NEW YORK (Reuters) - U.S. interest rates futures fell on Wednesday to their lowest in more than three weeks, hinting renewed expectations the Federal Reserve may raise interest rates by the end of the year.

On June 24, when it became clear a majority of British voters favored exiting the European Union, a move known as Brexit, traders grew anxious about the repercussion on the British and European economies.

They also tried to assess whether the U.S. central bank would postpone a possible rate increase this year in a bid to protect the U.S. economic expansion.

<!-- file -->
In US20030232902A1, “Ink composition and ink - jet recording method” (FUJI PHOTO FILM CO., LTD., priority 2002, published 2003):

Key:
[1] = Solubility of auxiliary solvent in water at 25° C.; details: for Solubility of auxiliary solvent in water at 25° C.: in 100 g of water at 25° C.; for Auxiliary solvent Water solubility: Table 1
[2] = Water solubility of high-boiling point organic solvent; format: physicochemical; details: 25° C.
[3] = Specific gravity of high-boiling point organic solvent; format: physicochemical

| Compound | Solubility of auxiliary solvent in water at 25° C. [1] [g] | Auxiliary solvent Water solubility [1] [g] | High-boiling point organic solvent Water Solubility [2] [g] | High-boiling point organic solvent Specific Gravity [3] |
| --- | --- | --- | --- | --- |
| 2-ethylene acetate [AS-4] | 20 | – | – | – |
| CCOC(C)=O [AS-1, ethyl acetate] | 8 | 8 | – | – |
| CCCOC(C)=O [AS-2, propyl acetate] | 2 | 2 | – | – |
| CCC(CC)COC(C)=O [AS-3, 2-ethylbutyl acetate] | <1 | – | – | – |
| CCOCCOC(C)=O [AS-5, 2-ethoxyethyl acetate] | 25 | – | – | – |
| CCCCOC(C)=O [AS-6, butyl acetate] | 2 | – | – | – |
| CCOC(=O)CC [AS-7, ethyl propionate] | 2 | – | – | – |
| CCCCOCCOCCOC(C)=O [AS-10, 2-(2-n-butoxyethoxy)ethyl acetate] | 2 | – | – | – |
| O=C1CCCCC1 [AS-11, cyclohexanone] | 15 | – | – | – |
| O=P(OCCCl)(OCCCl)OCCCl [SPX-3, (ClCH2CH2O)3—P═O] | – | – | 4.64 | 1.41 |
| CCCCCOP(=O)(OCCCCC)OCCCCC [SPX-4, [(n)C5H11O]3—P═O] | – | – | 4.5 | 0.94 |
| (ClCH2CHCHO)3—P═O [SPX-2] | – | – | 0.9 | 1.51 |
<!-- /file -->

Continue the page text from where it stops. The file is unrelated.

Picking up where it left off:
Since their sharp rise immediately after the Brexit referendum, federal funds futures and U.S. Treasury prices have fallen on diminished fears of a sudden global economic slowdown.


Fed funds for December <FFZ6> fell 2 basis points to 99.515. They implied traders saw almost a 51 percent chance the Fed may raise its policy rate at its Dec. 13-14 policy meeting, according to CME Group's FedWatch program.

This compared with a 47 percent perceived probability of a December rate increase on Tuesday and no chance seen right after the June 23 Brexit vote.

(Reporting by Richard Leong; Editing by James Dalgleish)

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